Being unable to read small print or find a button on the remote can be a real headache, and vision problems can lead to headaches. But a number of simple remedies can help you avoid the hassle of eyesight issues.
According to Livestrong.com, about 20 percent of Americans age 65 or older have problems with their eyes -- problems that often worsen with age. Of course, the American Association of Optometrists recommends that you get your eyes checked at least every two years if you are younger than 70 and annually thereafter, and if you have diabetes or other eye illnesses, you may need to be checked more often.
For the average senior, reduced vision is just a part of aging and poses a minor annoyance when a newspaper or book needs to be held farther and farther from the face in order to read. That can lead to eye, arm and neck strain during a long reading session. And if you're among the millions of seniors reading books on e-readers, you may be experiencing the kind of eye strain that strikes computer users of all ages.
Luckily for your vision, there are a number of smart products on the market that are designed to help you see better and longer, allowing you to spend more time doing the activities you enjoy.
--Get glasses or lenses. First, see your optometrist to make sure your eyeglass and contact lens prescriptions are perfect for your vision as it is right now. If it's been a while since your last checkup, you might need a different prescription to clarify your vision.
--Get rid of glare. If you spend a lot of time in front of a computer, or if you use an e-reader even a moderate amount of the time, affix an inexpensive anti-glare screen or film onto each of your electronic gadgets. These state-of-the-art anti-glare layers reduce eyestrain almost immediately, and many are created from materials that resist fingerprints and smudges, also protecting your clear vision.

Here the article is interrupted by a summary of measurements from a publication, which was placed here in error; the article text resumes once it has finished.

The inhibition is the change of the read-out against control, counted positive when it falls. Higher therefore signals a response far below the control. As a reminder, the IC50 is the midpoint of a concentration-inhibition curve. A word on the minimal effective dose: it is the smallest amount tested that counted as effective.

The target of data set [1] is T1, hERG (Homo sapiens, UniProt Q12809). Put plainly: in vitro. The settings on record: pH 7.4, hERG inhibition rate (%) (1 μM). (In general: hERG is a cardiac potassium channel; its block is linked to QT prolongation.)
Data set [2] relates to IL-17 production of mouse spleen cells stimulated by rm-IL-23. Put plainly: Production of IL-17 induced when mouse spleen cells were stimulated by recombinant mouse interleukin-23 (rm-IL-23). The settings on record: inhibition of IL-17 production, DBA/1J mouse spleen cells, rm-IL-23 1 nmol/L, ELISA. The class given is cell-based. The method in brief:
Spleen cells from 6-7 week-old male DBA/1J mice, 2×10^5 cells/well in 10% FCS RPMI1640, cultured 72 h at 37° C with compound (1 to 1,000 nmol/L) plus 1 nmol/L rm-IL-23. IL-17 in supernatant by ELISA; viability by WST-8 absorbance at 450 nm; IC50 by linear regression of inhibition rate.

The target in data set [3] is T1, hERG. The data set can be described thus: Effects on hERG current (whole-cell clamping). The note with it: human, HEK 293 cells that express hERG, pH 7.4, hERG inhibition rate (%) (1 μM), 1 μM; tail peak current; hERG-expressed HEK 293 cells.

--Wear computer glasses. Ask your optometrist to fit you for special glasses designed just for use while working on your computer, playing games or, again, using an e-reader. These glasses move with you as you switch from computer to e-reader to cellphone, helping you see better throughout your busy day.
--Get a large-button remote control. Every button is larger -- and every number and command icon oversized -- to allow you to see what you need to push as you're watching television, recording movies and playing DVDs. You'll find these new universal remotes at electronics stores.
--Get a large-button phone. Your at-home phone can make dialing easier when you swap your small-button phone for an enlarged-button phone.
--Read large-print books. Buy or borrow books printed in oversize fonts, which sometimes double the size of words. With a simple click on your e-reader or computer, you can view books, magazines and websites in larger font as well. "I didn't even know I could do that," says grandmother Denise Helmsley. "But my son saw me reading a book on my Kindle one day and showed me how to triple the size of the print. I'm now enjoying reading so much more!"
--Get large-print playing cards. If you enjoy a good game of bridge or poker, you can now play with cards that have 1-inch numbers and less distracting print designs on the faces. Visit Wellhaven.com, Amazon.com and BN.com to order large-print playing cards and large-print crossword puzzle books and other games.
--Carry a magnifying glass. They're great for reading restaurant menus and other materials you encounter while you're out and about. You can choose a traditional, hand-held, round magnifying glass or a credit card-sized rectangular magnifier with an LED bulb to make reading even easier.
--Improve your lighting. One great way to reduce eye strain and help you see and read better is to allow more natural light into your environment. Open curtains or pull the cord to raise blinds. Place a brighter light next to your chair for evening reading. And if you're used to watching TV in the dark, try leaving a light on in the room to lessen the burden on your eyes.
--Rest your eyes. Don't read or work on the computer for too long without taking a break, say most optometrists. Look away from the book or screen every now and then, blink your eyes and look at items far away. And if you do get eye strain, doctors say that a hot or cold eye compress helps relax your eye muscles enough to provide relief.